At some point eating the flesh of an animal didn’t  seemed natural to me; especially when you consider animals have many of the same vital organs that humans have. I always wanted an alternative to eating meat, yet nothing in my life supported this choice, so for most of my adult life I ignored the feeling that there was another way to live and to eat.

In my early twenties I flirted with the idea of giving up meat. I told my mother, “I no longer eat meat.” She was almost horrified, and said, “Jo-Anne, you’d better eat some meat.” She said it with the tone of “if you don’t ,you are risking   not having good health.” I soon gave up this venture when I realized I was eating more bread and pasta than would be good for my waistline: this was the days before tofu, tofurkey, and meatless burgers.

When I married, my husband wasn’t obsessed with eating meat ,yet he didn’t understand any need to exclude it from our diets. He was from a country where having three meals a day was considered a blessing, meat or no meat. I gave him one of my many reasons for giving it up; one being the toxins in it. He said, “the chickens and cows in Nigeria are free range and are clean.” “Food is food, what matters is that you have something to eat.” It was all the same to him. Had I been a stronger person and more firm in my conviction to abstain from animal flesh, I could have overcome this small obstacle and simply ate the way I chose. This is the  difference between a conviction and a good idea. Had I been convicted, I would have stuck with it: with or without the support of my spouse.

The years passed, I gave birth to three children, and one of the midwives at my daughter’s birth was a vegetarian.  Unknown to her, I looked at her with envy, and said to myself, “I wish I could be like that. It seems like a great way to live.” I said this not understanding at the time that living without eating meat in a meat saturated society involves a change not only in what you prepare for dinner; but it involves a change of lifestyle. The years passed and one of my daughters, Uyime, became a vegetarian by circumstance. It seemed that whenever she ate meat, she had unbearably painful menstrual cramps. It didn’t matter if the meat was organic or non-organic: she couldn’t eat meat period. I looked at her with pity because she also couldn’t eat sugar without getting terrible headaches. So I began my  journey of buying the meat substitutes which had come on the scene and through much technological advances had become very tasty. I supported and sympathized with my daughter, but not enough to go on this journey with her; after all hadn’t I tried going meatless before and gave it up because I just couldn’t find enough to eat without being hungry.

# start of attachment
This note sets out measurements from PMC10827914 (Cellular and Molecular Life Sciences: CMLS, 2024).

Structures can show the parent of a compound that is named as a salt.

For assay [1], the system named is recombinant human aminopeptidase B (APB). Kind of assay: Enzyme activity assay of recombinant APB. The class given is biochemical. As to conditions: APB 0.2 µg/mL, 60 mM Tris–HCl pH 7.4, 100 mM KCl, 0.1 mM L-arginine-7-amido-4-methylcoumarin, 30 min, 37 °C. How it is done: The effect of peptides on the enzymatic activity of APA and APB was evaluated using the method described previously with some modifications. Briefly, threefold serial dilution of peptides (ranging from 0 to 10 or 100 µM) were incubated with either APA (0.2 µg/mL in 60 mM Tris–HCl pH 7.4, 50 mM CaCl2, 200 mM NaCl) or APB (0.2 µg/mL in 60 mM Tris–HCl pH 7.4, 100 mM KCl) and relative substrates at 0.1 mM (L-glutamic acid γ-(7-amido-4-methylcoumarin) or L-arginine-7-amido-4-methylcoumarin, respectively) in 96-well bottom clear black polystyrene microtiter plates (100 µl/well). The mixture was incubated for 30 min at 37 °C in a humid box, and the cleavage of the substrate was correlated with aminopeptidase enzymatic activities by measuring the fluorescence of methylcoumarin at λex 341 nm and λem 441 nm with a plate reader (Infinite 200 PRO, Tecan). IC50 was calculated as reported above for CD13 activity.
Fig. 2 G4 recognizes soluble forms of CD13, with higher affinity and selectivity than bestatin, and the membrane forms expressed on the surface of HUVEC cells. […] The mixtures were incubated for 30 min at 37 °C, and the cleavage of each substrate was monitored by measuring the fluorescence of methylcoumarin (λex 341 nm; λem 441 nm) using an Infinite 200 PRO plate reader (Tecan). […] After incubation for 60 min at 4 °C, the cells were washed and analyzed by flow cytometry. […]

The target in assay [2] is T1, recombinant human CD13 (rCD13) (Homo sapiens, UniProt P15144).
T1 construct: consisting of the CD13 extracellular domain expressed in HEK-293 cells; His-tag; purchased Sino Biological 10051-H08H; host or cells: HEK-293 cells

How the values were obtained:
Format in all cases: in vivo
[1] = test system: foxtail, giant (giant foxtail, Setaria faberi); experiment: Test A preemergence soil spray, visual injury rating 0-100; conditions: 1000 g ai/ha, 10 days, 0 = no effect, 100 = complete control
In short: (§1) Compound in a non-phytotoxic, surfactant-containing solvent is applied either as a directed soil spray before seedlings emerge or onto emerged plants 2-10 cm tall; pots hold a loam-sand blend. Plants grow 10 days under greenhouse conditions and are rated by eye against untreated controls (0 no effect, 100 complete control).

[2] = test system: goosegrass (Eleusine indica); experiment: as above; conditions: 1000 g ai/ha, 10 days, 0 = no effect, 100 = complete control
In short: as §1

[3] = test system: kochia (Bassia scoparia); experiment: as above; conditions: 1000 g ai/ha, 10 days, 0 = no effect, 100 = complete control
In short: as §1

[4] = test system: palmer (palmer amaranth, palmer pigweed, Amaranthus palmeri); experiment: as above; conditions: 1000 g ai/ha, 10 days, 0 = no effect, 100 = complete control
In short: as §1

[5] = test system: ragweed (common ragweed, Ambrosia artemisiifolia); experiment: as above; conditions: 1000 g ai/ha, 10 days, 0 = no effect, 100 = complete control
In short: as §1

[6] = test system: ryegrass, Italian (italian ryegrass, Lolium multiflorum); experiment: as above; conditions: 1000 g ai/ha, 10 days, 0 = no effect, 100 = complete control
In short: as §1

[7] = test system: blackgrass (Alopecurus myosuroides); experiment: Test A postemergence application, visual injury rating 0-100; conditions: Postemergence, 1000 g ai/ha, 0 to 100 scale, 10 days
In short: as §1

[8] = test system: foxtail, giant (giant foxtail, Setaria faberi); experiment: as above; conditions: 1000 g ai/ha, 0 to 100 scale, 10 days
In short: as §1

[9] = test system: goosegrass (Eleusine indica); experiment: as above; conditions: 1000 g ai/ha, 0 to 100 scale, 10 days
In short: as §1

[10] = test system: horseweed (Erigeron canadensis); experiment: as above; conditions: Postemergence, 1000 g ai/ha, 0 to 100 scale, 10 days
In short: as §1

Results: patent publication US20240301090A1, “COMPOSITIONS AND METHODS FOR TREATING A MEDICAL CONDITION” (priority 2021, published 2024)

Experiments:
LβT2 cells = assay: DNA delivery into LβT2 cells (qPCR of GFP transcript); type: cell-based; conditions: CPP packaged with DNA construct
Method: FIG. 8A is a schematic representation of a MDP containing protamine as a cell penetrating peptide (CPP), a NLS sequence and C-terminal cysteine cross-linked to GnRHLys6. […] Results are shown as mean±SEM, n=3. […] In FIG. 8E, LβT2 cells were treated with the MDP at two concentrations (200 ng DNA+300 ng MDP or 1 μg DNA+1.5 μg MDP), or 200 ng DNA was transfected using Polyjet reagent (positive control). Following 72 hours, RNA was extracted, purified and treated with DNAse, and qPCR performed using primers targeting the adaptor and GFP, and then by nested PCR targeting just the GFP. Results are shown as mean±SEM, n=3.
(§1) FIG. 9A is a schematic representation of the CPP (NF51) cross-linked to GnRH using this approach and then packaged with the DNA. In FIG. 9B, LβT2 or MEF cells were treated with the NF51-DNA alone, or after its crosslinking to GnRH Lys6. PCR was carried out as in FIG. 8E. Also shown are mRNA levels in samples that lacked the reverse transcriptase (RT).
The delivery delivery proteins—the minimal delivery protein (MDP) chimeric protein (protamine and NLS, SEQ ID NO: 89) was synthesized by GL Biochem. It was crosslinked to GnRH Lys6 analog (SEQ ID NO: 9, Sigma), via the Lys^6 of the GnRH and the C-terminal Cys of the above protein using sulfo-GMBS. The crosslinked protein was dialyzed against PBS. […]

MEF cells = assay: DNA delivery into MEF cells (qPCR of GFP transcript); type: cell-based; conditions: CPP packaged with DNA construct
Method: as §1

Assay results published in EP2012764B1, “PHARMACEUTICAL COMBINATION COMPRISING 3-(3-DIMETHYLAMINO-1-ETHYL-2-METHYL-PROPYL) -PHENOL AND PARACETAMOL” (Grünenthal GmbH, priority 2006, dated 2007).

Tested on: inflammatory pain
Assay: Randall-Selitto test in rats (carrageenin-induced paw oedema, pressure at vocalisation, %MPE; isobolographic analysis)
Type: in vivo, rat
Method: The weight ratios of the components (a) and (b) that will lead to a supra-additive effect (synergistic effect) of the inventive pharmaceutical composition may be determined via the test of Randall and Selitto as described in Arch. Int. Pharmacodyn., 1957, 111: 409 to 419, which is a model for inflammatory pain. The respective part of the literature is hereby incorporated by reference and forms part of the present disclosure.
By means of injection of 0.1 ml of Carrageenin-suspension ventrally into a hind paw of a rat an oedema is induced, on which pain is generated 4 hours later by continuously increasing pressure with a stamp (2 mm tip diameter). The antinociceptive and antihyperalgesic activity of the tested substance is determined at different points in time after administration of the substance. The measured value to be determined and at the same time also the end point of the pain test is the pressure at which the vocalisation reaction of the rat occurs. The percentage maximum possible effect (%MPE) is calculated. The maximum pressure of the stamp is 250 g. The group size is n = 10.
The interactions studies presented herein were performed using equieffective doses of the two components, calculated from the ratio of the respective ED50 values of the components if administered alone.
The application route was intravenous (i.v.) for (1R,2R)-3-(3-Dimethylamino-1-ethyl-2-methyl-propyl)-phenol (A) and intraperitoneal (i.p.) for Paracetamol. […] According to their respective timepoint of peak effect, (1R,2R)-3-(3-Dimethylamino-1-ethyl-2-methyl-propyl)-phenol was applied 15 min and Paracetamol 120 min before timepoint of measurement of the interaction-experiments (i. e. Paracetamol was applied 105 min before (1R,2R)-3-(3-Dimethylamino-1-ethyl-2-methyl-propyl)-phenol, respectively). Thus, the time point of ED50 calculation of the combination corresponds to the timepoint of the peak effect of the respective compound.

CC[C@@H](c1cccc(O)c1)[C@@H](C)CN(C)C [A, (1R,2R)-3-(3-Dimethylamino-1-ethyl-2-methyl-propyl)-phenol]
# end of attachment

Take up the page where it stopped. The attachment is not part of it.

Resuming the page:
Menopause came and went. I missed all those great hormones that kept my heart healthy, and regulated my thyroid and a ton of other functions. What I hated most about menopause was the fat that you gained in the places you didn’t know existed. My older sister who had stopped eating meat for years said to me over lunch, “Joan we weren’t meant to eat animals, they have the same hormones and body organs as we do.”  Somehow, I’d never looked at it that way, and I’d never cared either. However, I’d begun to crave sugar more than usual and I thought, “what can I do to stop eating all the sugar and cravings?” I read before and also knew that if I could give up meat, it would be easier to give up sugar: for some reason meat and sugar seemed to feed off each other. Maybe because they are opposites. Well, I knew what a horror story sugar is in the body, so I said I will do anything to stop eating it. Slowly and with great determination I looked at the last package of meat I’d bought and said, “when this finishes I’m finished with eating meat.”  It turned out to be so. I’ve had my hungry moments, and have heard stories of people who stopped being vegan and vegetarian to eat meat for various reasons. However, nothing has moved me to want to go back to eating meat. It’s taken me too long to arrive here.


  1. My stomach has begun to shrink and feel less bloated.
  2. Sinus congestion and inflammation has ceased.
  3. The cravings for sugar are becoming less, and as I thought, as I gave up the meat, the consumption of sugar has become less.
  4. The pains in my lower leg and the symptoms of gout are lessening and becoming non-existent.
  5. The pains in the bottom of the feet have ceased.
  6. Overall craving for foods that aren’t good for me have been curbed.